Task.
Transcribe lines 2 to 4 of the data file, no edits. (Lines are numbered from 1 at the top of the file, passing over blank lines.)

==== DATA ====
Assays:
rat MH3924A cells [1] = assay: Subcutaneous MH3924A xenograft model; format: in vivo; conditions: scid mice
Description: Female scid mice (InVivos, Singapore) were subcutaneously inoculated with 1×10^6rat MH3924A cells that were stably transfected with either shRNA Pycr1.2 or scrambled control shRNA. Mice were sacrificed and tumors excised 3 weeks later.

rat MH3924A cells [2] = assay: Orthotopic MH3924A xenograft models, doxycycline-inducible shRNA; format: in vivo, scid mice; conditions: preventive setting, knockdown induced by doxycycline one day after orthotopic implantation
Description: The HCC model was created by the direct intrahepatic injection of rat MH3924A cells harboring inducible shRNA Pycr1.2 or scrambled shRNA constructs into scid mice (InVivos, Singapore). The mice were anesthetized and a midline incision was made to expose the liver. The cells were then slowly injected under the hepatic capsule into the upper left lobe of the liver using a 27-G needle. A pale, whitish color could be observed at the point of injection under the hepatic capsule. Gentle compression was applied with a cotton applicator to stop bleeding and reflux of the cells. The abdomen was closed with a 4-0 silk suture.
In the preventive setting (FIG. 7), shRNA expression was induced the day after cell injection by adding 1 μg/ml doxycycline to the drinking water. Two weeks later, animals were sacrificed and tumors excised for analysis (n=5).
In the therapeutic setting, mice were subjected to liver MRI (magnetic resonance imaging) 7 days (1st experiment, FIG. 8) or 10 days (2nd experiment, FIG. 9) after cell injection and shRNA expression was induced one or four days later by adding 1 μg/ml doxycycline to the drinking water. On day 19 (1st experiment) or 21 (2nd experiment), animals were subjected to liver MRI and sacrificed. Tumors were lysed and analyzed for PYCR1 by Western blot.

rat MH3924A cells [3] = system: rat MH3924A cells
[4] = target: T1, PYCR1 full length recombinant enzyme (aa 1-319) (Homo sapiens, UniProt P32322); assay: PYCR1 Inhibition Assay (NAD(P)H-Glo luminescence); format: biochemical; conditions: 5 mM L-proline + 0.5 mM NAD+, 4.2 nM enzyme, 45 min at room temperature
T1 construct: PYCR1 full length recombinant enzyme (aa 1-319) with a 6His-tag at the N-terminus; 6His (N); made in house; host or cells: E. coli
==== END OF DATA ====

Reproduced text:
rat MH3924A cells [1] = assay: Subcutaneous MH3924A xenograft model; format: in vivo; conditions: scid mice
Description: Female scid mice (InVivos, Singapore) were subcutaneously inoculated with 1×10^6rat MH3924A cells that were stably transfected with either shRNA Pycr1.2 or scrambled control shRNA. Mice were sacrificed and tumors excised 3 weeks later.

rat MH3924A cells [2] = assay: Orthotopic MH3924A xenograft models, doxycycline-inducible shRNA; format: in vivo, scid mice; conditions: preventive setting, knockdown induced by doxycycline one day after orthotopic implantation